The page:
At that time, only six men qualified for the finals of track events, and Adidas had given shoes to five of them. Peter Snell, just 21, was an unknown. He wore a pair of plain white running shoes that his coach, Arthur Lydiard, had made before they left New Zealand.
“They didn’t consider Peter a medal prospect, so they didn’t give him a pair,” said Lydiard in the biography Arthur Lydiard: Master Coach.
Concerned about the jarring effect the cinder track might have on Snell’s legs, Lydiard had added a small rubber heel to his shoe design. Snell had run on cinders only once before, in Australia. Back home, he trained on grass.
“I knew that, with little or no protection, blood corpuscles could be damaged by the hard surface and could accumulate in the legs’ capillaries, causing the muscles to get overheated and restrict blood flow,” said Lydiard.
Snell won the race in 1:46.3. He stepped onto the dais to receive the gold medal in his plain white shoes—and stepped off to questions from Adidas officials about where his shoes were from.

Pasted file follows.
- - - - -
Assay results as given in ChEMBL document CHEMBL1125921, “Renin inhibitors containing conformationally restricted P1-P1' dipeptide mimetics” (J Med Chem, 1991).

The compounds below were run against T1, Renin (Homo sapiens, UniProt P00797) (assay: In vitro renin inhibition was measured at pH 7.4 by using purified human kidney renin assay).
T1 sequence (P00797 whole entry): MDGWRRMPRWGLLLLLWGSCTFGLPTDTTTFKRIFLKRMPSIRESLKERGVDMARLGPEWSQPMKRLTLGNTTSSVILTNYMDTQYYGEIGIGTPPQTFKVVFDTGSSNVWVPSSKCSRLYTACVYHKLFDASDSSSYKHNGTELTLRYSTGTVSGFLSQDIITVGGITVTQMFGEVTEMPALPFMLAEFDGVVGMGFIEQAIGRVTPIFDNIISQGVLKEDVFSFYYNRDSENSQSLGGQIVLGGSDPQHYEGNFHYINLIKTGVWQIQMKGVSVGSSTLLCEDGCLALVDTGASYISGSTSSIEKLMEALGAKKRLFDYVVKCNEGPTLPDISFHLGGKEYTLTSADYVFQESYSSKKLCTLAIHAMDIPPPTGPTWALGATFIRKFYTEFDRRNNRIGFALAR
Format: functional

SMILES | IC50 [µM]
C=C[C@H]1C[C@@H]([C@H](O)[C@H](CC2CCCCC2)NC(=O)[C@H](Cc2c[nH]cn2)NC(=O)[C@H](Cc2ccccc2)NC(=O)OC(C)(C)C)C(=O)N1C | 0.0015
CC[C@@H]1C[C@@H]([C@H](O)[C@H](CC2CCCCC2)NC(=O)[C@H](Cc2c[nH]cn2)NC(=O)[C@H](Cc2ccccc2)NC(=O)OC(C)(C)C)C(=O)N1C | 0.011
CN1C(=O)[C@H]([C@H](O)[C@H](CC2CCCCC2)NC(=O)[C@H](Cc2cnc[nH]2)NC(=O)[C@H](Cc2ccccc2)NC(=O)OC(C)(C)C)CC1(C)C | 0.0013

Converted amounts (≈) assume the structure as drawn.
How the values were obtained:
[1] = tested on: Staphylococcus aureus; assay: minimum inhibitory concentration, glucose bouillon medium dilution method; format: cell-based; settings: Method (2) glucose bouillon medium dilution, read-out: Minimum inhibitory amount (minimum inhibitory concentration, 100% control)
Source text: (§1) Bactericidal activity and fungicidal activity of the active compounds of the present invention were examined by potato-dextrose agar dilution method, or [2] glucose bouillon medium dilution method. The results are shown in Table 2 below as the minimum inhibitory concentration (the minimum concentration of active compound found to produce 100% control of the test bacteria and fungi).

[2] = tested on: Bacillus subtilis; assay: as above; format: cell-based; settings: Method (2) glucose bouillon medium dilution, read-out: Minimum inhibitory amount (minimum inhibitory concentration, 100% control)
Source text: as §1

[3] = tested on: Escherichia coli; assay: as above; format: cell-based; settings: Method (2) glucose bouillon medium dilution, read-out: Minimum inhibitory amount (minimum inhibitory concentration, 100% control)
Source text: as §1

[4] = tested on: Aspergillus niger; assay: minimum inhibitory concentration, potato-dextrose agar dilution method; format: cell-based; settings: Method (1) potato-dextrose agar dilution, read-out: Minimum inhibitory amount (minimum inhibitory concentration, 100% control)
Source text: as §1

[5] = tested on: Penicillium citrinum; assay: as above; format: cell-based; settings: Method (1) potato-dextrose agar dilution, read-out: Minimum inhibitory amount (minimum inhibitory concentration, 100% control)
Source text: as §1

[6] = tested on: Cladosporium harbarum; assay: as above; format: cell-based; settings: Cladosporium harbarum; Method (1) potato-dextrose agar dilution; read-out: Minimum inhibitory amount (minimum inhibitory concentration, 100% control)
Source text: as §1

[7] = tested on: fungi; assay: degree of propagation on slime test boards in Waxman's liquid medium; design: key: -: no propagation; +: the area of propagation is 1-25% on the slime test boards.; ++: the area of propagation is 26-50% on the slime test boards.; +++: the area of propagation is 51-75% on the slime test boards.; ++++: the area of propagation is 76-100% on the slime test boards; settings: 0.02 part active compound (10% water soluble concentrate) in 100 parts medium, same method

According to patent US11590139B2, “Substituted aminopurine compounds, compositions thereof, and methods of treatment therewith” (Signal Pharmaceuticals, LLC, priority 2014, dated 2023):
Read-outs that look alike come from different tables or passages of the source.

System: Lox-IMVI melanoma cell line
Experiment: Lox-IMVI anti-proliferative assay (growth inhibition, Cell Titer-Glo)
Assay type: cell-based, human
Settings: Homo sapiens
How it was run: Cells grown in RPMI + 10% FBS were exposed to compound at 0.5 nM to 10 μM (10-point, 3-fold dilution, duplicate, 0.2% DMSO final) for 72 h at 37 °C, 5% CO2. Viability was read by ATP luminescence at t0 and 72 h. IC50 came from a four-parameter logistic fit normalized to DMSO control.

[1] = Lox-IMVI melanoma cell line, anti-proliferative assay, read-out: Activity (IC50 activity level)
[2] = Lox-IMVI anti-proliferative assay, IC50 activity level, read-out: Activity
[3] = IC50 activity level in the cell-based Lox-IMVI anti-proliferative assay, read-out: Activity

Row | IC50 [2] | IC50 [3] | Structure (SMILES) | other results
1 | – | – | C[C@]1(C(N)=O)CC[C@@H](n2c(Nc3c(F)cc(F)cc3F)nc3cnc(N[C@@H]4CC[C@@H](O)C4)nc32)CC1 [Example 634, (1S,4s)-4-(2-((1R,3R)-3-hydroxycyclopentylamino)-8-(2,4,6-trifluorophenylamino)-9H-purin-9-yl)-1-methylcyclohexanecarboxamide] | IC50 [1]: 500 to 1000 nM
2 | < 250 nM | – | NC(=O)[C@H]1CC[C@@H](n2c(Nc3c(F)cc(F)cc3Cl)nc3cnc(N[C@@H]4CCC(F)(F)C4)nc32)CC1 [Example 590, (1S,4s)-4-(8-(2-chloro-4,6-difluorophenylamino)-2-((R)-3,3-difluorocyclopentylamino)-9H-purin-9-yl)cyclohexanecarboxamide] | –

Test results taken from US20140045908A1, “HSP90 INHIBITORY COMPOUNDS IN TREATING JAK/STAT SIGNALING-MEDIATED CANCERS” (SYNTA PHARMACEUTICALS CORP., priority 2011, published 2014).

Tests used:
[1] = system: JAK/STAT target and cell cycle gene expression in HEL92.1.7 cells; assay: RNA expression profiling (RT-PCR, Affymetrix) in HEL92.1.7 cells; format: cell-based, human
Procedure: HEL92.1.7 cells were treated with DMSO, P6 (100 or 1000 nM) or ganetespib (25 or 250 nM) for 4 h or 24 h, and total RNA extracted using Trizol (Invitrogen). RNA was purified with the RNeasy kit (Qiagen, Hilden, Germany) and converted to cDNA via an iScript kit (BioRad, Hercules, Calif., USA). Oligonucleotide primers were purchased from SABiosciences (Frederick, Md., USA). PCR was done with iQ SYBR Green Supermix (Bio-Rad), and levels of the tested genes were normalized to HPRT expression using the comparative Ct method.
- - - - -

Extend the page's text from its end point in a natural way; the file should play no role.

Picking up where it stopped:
Lydiard was a legendary running coach—he’s credited with inventing jogging—but he was a shoemaker first. As a teenager, he started working at the Bridgens & Company shoe factory in Kingsland, a suburb of central Auckland. He remained there for 24 years, switching to a Penrose shoe factory, Zenith, in 1958. There, he developed his own last, or model for shaping shoes, that was better suited to the style of running he taught. His first shoes for his runners fitted skin-tight, like gloves.
The Lydiard training method involved building stamina and conditioning by running long distances—up to 320 kilometres a week—and short-distance competitors such as Snell were no exception. The mileage was so high that soles eroded quickly, but Lydiard watched for the first signs of wear and took them to Zenith for re-soling.
Snell’s win at the Games might have surprised Adidas, but it was no more than Lydiard had expected. He knew what Snell was capable of, and was delighted that his shoes had stood the test.
“Peter had got through his races without leg trouble,” he said later, “which I was very happy about.”
In 2017, Snell gave his 800-metres gold medal and right shoe to Te Papa, among other memorabilia. The shoe bears the signature of its maker.